The Attorney General's Office is a national leader in investigating and enforcing consumer protection violations in the higher education field. Ours was the first state Attorney General's Office to file lawsuits against emerging student loan debt scams, leading the investigation into Sallie Mae (now Navient), and pursuing litigation against national for-profit colleges for fraudulent marketing practices.
The Attorney General's Office also created the Student Loan Helpline, 1-800-455-2456, to provide struggling student borrowers with free resources about repayment options and information on avoiding default. Individuals with hearing or speech disabilities can reach us by using the 7-1-1 relay service. Borrowers can also call to file consumer complaints regarding issues with the billing and servicing of their loans.
Recent Actions and Announcements on Behalf of Student Loan Borrowers
Lawsuit Against Navient for Mistreating Student Borrowers
The Attorney General's Office filed a lawsuit against Navient, the country's largest student loan servicer and its predecessor, Sallie Mae, for mistreating student loan borrowers from start to finish - from originating student loans, to servicing those loans, to collecting on defaulted student loans.
The Attorney General's Office is seeking relief for students who may have been impacted by the companies' misconduct. More details on the lawsuit can be found in the Attorney General's press release and in the complaint.
Former Corinthian Colleges Students Eligible for Streamlined Loan Discharge
The Attorney General's Office, as part of an investigation into Corinthian Colleges, is reaching out to students who attended Corinthian programs that the U.S. Department of Education found were affected by fraud. Corinthian operated primarily as Everest in Illinois. Students who received outreach from the Attorney General's Office can find information on how to apply by calling the Attorney General's Student Loan Helpline, 1-800-455-2456, or by visiting the U.S. Department of Education's website. Individuals with hearing or speech disabilities can reach us by using the 7-1-1 relay service.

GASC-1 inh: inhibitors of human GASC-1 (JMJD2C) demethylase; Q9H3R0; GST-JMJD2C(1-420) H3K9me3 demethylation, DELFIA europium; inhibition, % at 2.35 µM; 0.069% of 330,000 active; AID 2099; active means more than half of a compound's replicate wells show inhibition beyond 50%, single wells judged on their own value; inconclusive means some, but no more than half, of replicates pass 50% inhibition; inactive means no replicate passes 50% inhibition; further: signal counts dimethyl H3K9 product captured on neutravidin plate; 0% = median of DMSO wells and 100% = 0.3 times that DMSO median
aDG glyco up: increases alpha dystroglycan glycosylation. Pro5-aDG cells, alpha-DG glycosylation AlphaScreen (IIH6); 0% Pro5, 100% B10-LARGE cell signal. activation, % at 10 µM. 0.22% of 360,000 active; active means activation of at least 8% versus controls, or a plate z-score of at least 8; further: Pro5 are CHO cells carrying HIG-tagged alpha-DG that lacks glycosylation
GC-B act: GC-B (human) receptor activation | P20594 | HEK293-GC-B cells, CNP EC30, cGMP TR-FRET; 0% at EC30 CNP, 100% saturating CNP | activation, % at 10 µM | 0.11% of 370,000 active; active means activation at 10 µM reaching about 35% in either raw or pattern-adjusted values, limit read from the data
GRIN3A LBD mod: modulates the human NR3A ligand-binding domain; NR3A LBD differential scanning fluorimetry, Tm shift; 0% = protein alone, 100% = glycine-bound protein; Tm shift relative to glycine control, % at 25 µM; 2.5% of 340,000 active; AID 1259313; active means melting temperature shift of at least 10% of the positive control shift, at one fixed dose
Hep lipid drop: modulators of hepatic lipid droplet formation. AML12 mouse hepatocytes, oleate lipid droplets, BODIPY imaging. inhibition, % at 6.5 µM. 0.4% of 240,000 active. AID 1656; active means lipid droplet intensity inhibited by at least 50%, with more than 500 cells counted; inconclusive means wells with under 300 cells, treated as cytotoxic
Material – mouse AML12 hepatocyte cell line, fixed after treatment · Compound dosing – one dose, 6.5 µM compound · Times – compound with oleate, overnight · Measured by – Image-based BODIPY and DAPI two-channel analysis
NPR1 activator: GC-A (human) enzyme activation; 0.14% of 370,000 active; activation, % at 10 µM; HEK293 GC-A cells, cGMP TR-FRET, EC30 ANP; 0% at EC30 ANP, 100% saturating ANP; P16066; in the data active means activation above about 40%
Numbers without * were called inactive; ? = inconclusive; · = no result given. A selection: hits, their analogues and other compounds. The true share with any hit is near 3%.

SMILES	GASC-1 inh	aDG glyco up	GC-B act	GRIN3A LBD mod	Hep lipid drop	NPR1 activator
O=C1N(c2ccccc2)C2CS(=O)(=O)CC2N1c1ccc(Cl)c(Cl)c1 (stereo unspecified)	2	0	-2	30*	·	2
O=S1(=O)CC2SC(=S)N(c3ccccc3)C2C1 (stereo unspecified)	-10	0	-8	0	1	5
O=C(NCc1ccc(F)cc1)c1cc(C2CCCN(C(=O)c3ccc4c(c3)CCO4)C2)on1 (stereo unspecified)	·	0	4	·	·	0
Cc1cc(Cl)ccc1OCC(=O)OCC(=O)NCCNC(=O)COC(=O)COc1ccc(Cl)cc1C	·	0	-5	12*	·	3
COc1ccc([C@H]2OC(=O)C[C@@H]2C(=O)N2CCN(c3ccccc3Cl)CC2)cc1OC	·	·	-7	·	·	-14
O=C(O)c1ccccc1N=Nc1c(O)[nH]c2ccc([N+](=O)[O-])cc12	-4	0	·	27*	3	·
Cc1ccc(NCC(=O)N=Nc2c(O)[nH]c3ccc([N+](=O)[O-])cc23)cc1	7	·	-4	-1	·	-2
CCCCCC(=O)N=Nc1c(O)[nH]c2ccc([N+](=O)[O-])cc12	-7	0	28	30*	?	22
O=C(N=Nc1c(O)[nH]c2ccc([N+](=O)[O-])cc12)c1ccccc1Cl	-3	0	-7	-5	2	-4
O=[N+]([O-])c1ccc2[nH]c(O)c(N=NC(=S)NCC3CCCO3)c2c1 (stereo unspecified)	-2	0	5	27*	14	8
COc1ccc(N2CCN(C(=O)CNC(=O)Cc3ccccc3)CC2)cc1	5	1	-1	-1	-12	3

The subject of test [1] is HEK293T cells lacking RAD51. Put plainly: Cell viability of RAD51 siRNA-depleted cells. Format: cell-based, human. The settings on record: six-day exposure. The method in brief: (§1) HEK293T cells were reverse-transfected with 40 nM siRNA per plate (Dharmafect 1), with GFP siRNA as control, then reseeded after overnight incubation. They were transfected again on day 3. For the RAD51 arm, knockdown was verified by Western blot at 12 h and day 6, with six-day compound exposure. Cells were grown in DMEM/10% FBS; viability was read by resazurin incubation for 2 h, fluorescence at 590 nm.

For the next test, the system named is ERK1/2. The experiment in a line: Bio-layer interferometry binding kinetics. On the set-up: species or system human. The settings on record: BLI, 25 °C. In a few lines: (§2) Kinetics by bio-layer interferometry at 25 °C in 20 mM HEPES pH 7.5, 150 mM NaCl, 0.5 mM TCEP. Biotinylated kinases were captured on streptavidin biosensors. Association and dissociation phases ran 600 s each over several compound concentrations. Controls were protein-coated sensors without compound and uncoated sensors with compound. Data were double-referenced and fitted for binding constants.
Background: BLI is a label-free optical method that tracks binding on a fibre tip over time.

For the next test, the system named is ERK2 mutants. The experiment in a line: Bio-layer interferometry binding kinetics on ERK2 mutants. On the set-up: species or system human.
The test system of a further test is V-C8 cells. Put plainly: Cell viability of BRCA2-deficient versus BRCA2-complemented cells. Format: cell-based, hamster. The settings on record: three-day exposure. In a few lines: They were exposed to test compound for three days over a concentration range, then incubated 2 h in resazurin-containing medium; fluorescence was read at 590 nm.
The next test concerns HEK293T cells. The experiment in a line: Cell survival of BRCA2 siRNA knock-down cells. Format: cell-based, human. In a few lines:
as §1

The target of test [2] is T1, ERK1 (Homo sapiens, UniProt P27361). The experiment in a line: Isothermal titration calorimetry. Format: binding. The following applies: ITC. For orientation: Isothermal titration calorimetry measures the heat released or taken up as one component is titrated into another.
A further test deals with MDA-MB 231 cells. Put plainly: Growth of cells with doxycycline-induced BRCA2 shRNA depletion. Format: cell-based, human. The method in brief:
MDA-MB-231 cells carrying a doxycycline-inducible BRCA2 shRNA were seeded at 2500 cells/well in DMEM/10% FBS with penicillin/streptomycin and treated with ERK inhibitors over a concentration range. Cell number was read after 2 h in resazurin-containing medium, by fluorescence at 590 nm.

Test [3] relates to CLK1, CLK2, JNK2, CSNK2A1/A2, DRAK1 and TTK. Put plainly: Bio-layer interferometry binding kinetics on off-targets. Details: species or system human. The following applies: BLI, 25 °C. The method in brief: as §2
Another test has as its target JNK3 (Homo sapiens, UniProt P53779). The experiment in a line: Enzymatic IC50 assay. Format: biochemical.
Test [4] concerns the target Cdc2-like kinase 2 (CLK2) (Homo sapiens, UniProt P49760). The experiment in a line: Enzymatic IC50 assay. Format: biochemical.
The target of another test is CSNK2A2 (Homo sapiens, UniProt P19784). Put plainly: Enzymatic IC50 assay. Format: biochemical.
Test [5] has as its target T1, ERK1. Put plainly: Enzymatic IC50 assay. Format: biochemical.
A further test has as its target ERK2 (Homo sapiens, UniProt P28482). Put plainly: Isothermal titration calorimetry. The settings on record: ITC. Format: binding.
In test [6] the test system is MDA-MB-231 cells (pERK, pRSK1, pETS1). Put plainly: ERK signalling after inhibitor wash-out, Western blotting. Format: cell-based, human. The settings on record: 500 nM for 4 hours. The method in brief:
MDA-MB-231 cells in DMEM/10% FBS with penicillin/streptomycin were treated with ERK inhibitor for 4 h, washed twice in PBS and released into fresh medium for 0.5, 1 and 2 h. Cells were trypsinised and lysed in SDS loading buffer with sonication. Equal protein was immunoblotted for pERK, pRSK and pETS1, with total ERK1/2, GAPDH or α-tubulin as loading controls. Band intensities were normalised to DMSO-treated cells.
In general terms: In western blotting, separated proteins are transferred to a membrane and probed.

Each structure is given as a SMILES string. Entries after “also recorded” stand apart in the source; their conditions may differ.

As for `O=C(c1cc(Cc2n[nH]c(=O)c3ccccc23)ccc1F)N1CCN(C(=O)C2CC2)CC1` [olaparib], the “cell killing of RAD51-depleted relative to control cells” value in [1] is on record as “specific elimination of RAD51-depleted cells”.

Avoid scams - it is free to apply. If you are asked to pay then it's likely a scam. Students who have already applied and have questions about responses from their student loan servicer, or the U.S. Department of Education, are encouraged to contact our Student Loan Helpline or to file a complaint with our office.
Smart Education Borrowing and Preparation
The Attorney General's Office also created the Student Loan Helpline, 1-800-455-2456, to provide struggling student borrowers with free resources about repayment options and information on avoiding default. Individuals with hearing or speech disabilities can reach us by using the 7-1-1 relay service.
Remember to consider these important factors when choosing a college or university:
Get step-by-step instructions on dealing with student loan debt. Find out how to determine your loan status and contact your loan servicers to review repayment options.
Avoiding and Reporting School Lending Scams
Student loan borrowers should be on the lookout for scammers posing as debt relief and debt consolidation companies that may attempt to steal personal information and money.
Attorney General Raoul encourages borrowers to exercise caution if they receive unsolicited phone calls, letters in the mail, emails, texts, or social media messages from entities offering student loan debt relief.
Borrowers who believe they have been scammed to take the following actions:
- Contact your loan servicer to revoke any power of attorney or third-party authorization agreement.
- Review recent actions with your loan servicer.
- Contact your bank or credit card company, and request that payments to the student loan debt relief company be stopped.
- Demand the student loan debt relief company entirely remove your personal information from its records.
- Report the company to the Attorney General's Office by calling the Attorney General's Student Loan Helpline at 1-800-455-2456. Individuals with hearing or speech disabilities can reach us by using the 7-1-1 relay service or emailing StudentLoans@ilag.gov.
- File a complaint with the Federal Trade Commission.
- Report suspicious activity through the Department of Education's Feedback Center.
- Log in and change your account password. Do not share your new account password with anyone.
- Take the steps recommended in Raoul's Identity Theft Resource Guide. Consumers can call the Illinois Attorney General's Identity Theft Hotline to talk to a specifically trained advocate who can help explain tips on how to protect against identity theft: 1-888-999-5630.
Student borrowers who have questions or are in need of assistance can call the Attorney General's Student Loan Helpline at 1-800-455-2456.
FOR LENDERS: Know Before You Owe
Signed into law on August 26, 2021, the Know Before You Owe Private Education Loan Act (“Know Before You Owe Act”), Public Act 102 0583, provides student loan borrowers with critical information about their eligibility for federal financial assistance before those borrowers take out a private education loan at an institution of higher education. Under the law, private lenders also have annual reporting requirements that are monitored by the Illinois Attorney General's Office.